Prime Minister Manmohan Singh today ruled out the imposition of a tax on capital flows, referred to as Tobin Tax, saying that portfolio and direct investment into India were manageable.
Tobin Tax has merit in particular situations but as far as India is concerned, we have not reached a stage where capital flows have become a problem. Capital flows into our country both by way of direct investment and by way of portfolio investment have been at reasonable levels. We dont face situations of the kind which would require an imposition of Tobin Tax, Singh told reporters.
Data released by the markets regulator, Securities and Exchange Board of India, showed that foreign investment in stocks had increased by $6.6 billion this year to an all-time high of $79.4 billion on June 24.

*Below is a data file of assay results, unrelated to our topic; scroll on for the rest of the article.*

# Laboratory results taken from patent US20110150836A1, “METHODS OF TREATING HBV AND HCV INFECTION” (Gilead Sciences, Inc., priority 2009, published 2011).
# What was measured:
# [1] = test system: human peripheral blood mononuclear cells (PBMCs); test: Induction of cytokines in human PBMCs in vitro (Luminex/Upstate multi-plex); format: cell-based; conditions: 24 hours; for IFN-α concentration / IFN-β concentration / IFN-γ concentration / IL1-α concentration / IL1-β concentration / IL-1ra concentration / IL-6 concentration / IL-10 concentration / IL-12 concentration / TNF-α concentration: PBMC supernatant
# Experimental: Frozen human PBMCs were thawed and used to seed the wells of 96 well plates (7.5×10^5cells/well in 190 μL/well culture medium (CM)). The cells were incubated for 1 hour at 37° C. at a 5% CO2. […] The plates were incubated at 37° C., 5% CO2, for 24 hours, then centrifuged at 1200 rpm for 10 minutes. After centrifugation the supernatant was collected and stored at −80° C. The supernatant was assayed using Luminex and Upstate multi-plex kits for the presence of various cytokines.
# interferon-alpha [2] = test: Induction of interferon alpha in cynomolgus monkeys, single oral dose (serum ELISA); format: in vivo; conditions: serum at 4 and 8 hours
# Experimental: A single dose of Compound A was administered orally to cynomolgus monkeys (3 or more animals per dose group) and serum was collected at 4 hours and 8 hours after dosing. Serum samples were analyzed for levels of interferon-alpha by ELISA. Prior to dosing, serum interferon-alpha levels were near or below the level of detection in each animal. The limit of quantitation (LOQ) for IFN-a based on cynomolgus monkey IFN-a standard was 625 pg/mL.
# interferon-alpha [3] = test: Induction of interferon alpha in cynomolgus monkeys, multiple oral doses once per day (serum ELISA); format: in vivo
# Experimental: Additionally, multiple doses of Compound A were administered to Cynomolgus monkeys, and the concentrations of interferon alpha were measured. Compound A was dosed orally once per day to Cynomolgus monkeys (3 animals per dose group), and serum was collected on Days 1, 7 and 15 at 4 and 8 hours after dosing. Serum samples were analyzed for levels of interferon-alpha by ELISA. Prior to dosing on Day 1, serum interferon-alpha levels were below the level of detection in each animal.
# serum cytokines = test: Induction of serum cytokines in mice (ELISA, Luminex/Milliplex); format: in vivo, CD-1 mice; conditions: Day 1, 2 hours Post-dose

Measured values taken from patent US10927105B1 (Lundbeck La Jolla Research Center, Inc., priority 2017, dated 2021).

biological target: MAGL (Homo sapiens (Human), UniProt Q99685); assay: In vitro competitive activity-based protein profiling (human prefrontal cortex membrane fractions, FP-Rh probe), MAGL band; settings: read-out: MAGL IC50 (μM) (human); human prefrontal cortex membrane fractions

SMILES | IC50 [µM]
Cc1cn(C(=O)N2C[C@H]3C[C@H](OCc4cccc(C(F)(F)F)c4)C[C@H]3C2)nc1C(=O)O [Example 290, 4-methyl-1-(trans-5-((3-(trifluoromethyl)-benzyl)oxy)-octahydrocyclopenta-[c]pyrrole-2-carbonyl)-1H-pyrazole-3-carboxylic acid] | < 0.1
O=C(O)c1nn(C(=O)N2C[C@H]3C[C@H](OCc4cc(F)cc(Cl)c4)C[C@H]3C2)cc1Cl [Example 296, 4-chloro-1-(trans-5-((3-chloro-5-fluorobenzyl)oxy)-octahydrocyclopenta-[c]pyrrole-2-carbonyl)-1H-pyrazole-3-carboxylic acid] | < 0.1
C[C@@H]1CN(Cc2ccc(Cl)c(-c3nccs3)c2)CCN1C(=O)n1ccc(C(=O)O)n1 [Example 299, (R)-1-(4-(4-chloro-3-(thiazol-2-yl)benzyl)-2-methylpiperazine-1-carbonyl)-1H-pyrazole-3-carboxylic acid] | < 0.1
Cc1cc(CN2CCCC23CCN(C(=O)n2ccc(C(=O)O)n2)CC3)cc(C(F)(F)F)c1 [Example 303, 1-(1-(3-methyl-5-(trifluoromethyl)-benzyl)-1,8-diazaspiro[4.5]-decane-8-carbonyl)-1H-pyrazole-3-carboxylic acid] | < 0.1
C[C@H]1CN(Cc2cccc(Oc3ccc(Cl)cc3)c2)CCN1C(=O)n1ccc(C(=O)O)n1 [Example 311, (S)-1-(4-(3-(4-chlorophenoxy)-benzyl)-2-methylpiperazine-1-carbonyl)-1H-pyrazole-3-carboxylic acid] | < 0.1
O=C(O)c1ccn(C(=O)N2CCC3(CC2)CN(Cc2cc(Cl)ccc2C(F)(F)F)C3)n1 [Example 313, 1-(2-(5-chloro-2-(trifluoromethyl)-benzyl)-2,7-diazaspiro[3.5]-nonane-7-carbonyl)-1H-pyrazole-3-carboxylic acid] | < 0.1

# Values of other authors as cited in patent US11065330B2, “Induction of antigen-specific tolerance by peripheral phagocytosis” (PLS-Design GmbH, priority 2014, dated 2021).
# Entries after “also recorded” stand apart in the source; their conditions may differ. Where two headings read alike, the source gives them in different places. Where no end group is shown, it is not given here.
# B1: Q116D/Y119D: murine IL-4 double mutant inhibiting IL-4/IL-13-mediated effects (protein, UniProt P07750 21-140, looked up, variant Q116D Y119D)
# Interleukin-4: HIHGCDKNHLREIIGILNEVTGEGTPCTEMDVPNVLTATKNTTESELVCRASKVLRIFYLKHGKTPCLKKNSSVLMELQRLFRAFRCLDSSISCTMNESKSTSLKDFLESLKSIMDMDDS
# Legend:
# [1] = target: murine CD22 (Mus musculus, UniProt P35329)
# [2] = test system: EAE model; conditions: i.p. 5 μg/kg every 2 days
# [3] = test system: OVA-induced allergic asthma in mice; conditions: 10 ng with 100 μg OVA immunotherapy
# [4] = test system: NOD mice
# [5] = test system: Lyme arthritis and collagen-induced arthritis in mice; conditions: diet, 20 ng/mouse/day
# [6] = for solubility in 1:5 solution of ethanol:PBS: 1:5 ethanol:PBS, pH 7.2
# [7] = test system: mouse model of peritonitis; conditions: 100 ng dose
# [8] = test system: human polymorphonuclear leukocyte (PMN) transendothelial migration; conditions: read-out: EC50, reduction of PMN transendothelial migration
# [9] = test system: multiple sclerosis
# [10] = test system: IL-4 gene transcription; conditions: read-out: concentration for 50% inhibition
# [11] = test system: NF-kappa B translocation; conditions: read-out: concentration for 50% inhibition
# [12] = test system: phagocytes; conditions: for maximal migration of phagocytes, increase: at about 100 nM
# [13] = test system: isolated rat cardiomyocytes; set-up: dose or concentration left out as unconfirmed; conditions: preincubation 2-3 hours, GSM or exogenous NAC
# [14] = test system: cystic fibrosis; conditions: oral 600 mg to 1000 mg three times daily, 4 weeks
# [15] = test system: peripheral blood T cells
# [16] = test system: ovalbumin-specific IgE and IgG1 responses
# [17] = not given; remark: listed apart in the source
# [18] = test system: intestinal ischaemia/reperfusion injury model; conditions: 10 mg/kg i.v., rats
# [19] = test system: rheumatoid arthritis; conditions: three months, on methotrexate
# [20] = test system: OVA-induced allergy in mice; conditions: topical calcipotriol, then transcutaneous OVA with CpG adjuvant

The problems in the Euro zone have slowed the pace of investment by foreign institutional investors in recent weeks but FIIs have made a comeback into the market.
In late April, when inflows were at their peak, Reserve Bank of India Governor D Subbarao had said there was no plan to put in place curbs to check excessive flows but the proposal was not off the table. Around that time, countries such as Brazil had put in place curbs on stock market flows as excessive flows were resulting in an appreciation of its currency.
In India, too, high inflows had resulted in the rupee rising to around 44.50 against the dollar in April. It closed at 46.21 to a dollar yesterday. Offshore forward contracts indicated the Indian currency would trade at 46.69 to the dollar in three months.
In the past, too, Indian authorities have considered the imposition of Tobin Tax but have refrained from moving on it. They have, however, resorted to putting in place checks on inflows through routes such as external commercial borrowings to check a steep appreciation in the value of the rupee. An appreciation in the local currency makes exports less competitive.